• Here's another method for skinning peanuts: first, place the roasted peanuts in a jar or container and shake them or wrap them in a clean dish towel and rub them. Pour the peanuts out, then take the jar, container, or towel outside and let the wind blow away the loose skins.
  2. Image titled Roast Peanuts Step 8
    Use creative seasonings. You only need a little seasoning to make natural, roasted peanuts even more delicious. There's no "right answer" here, but just a few seasoning suggestions are included below:
    • A light dusting of brown sugar and cinnamon makes a delicious sweet treat.
    • Combining Cajun seasoning mix with a little salt makes for intensely flavorful peanuts.
    • Cayenne powder, garlic powder, and smoked paprika can give you red-hot Southwestern-style peanuts.[6]
  3. Image titled Roast Peanuts Step 9
    Make glazed peanuts. Liquid flavorings can be used as glazes to give the peanuts intense, alluring flavors. However, for best results, these should be applied before the roasting process. Paint the prepared peanuts with a thin layer of your glaze and roast them as normal to give them the glaze's flavor. Since you're using liquid ingredients here, lining your pan with foil or baking paper is a wise idea.
    • Here, again, there are hundreds of possibilities. One easy classic example is honey-roasted peanuts. To make the glaze, just combine equal parts honey and melted butter and stir until uniform. About two tablespoons of each ingredient should be enough for a pound of peanuts. Paint the peanuts with the glaze and sprinkle with salt before they go into the oven. Roast as normal.[7]
  4. Image titled Roast Peanuts Step 10
    Grind your roasted peanuts to make peanut butter. Believe it or not, making all-natural peanut butter from (shelled) peanuts is as simple as crushing, chopping, or grinding them into a thick but smooth paste. See our peanut butter recipe for step-by-step directions. As noted above, Spanish peanuts are best for this as they contain the most oil. You can use a food processor, a blender, or a manual solution like a mortar and pestle to get the peanuts to a smooth, creamy consistency.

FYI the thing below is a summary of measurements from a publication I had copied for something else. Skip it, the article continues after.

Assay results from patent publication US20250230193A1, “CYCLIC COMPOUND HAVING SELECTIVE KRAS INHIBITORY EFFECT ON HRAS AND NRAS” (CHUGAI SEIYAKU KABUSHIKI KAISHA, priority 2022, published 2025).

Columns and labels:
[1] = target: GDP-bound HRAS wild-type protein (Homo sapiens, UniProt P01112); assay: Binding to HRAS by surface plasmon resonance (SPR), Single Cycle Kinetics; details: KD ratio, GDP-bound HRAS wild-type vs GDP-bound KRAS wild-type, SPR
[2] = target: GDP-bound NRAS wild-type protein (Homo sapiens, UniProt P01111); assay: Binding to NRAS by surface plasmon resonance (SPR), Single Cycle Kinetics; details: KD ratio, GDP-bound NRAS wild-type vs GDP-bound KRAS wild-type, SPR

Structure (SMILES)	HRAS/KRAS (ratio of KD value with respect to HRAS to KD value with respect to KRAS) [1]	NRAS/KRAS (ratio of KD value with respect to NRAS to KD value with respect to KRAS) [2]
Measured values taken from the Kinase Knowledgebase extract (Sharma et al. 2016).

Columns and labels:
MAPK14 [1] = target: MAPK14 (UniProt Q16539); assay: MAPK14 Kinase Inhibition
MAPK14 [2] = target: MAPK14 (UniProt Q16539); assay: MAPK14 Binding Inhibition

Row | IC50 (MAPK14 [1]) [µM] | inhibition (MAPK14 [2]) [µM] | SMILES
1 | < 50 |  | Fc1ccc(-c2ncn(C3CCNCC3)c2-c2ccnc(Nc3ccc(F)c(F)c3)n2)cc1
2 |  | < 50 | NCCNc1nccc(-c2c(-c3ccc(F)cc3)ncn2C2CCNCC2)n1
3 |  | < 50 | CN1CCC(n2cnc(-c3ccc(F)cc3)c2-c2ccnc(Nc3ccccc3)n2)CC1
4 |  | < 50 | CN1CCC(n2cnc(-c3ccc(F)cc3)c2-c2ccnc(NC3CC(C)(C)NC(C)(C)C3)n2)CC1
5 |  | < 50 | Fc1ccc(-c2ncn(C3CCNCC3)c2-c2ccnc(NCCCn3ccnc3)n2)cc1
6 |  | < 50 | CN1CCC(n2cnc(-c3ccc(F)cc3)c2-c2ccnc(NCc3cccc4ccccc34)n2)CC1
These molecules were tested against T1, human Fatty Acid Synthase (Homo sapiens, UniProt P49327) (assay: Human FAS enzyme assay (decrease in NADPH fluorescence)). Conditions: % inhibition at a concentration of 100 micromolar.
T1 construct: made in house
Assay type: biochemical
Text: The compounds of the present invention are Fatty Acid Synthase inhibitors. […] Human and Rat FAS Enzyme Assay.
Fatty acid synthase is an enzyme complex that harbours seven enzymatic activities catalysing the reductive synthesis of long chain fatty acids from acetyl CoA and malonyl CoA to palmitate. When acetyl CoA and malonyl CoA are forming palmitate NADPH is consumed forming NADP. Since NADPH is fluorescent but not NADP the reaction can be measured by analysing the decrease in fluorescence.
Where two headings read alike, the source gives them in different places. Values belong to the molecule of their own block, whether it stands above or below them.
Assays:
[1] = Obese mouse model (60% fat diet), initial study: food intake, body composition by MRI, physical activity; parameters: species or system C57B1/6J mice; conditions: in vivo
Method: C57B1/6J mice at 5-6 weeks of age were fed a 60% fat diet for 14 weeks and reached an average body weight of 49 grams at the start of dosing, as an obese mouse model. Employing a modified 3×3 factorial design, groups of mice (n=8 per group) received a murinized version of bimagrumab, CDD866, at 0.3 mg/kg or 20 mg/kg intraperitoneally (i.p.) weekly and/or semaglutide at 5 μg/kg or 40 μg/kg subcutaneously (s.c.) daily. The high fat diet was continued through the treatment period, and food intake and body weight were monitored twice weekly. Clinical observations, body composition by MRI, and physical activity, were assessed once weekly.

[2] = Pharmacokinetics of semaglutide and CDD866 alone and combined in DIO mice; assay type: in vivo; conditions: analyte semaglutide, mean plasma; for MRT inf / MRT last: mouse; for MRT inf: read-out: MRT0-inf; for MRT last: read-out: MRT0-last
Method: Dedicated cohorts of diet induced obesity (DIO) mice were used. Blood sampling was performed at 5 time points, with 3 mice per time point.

• For chunky peanut butter, chop up a handful of peanuts and add them to the finished peanut butter.
    • Some chefs like to add a dash of honey, molasses, salt, or other seasonings to their peanut butter for flavor. However, it should be fine on its own.


  • Peanuts are technically legumes, not nuts. They have high nutritional value and contain healthy monounsaturated fat.
  • Because the peanuts have a high fat content, it is best to season them when they've just come out of the oven. You don't need much — the hot fat will absorb the flavors instead of leaving you a salty/seasoned baking tray and flavorless peanuts.
  • If you want to take off the skins, freeze them. You should take off the skins while still frozen.


  • Peanuts are extremely hot when freshly roasted due to their high fat content. Handle with care and always supervise children in the kitchen when using heat, etc.
  • Roasting peanuts does not in any way make them safe for people with a nut allergy.

Article Info

Featured Article

Categories: Featured Articles | Nuts and Seeds